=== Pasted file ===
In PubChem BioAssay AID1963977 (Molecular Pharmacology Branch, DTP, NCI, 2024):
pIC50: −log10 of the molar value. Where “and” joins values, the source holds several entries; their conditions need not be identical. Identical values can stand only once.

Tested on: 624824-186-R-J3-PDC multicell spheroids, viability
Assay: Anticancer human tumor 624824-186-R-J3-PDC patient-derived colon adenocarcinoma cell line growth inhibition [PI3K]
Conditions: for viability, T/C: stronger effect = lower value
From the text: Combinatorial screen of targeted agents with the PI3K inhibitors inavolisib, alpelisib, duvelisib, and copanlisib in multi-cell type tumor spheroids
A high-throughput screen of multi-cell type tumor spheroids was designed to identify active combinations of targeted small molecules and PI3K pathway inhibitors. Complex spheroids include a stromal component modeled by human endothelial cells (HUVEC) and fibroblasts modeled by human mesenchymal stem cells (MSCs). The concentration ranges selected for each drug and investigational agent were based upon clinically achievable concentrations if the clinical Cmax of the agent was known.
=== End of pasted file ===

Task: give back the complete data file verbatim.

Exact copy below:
In PubChem BioAssay AID1963977 (Molecular Pharmacology Branch, DTP, NCI, 2024):
pIC50: −log10 of the molar value. Where “and” joins values, the source holds several entries; their conditions need not be identical. Identical values can stand only once.

Tested on: 624824-186-R-J3-PDC multicell spheroids, viability
Assay: Anticancer human tumor 624824-186-R-J3-PDC patient-derived colon adenocarcinoma cell line growth inhibition [PI3K]
Conditions: for viability, T/C: stronger effect = lower value
From the text: Combinatorial screen of targeted agents with the PI3K inhibitors inavolisib, alpelisib, duvelisib, and copanlisib in multi-cell type tumor spheroids
A high-throughput screen of multi-cell type tumor spheroids was designed to identify active combinations of targeted small molecules and PI3K pathway inhibitors. Complex spheroids include a stromal component modeled by human endothelial cells (HUVEC) and fibroblasts modeled by human mesenchymal stem cells (MSCs). The concentration ranges selected for each drug and investigational agent were based upon clinically achievable concentrations if the clinical Cmax of the agent was known.